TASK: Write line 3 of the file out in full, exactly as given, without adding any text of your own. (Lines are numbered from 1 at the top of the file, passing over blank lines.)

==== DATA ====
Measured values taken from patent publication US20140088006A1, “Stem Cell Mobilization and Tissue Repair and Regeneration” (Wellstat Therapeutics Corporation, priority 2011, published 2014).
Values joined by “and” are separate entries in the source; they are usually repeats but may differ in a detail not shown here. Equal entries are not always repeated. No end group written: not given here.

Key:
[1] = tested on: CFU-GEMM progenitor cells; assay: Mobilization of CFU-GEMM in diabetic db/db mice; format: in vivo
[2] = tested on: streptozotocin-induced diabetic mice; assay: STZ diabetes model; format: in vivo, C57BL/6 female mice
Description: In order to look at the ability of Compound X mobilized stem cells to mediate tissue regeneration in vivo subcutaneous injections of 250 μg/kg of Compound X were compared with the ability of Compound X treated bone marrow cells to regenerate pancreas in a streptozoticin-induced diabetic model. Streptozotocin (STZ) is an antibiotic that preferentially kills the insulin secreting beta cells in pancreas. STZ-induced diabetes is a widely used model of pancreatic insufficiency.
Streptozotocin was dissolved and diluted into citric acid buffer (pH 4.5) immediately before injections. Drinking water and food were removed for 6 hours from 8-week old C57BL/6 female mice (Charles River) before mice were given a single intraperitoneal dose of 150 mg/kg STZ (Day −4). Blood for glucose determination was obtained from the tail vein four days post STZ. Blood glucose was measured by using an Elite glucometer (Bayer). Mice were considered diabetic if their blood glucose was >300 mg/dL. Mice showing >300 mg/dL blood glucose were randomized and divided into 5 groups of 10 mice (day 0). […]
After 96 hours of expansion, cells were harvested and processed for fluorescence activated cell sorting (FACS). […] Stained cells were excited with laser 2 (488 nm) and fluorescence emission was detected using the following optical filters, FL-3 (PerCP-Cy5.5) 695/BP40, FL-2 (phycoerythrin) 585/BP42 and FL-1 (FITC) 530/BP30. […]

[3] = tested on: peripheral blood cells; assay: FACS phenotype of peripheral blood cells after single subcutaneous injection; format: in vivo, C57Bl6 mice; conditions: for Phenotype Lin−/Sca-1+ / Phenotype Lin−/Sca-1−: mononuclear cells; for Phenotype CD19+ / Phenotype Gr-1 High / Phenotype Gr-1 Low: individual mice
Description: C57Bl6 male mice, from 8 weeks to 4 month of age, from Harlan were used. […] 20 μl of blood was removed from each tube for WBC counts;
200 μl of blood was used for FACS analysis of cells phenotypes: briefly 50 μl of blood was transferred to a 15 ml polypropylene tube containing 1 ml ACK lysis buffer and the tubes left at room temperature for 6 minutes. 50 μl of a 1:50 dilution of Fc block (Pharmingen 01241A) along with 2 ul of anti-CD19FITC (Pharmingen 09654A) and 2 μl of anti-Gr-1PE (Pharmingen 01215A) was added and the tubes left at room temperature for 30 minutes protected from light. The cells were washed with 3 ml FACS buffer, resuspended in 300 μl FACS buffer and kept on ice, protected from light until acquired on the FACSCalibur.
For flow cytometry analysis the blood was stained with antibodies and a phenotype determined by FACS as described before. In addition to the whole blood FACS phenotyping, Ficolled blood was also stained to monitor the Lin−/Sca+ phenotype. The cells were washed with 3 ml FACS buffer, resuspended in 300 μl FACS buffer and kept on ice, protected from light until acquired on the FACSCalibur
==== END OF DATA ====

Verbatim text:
Key: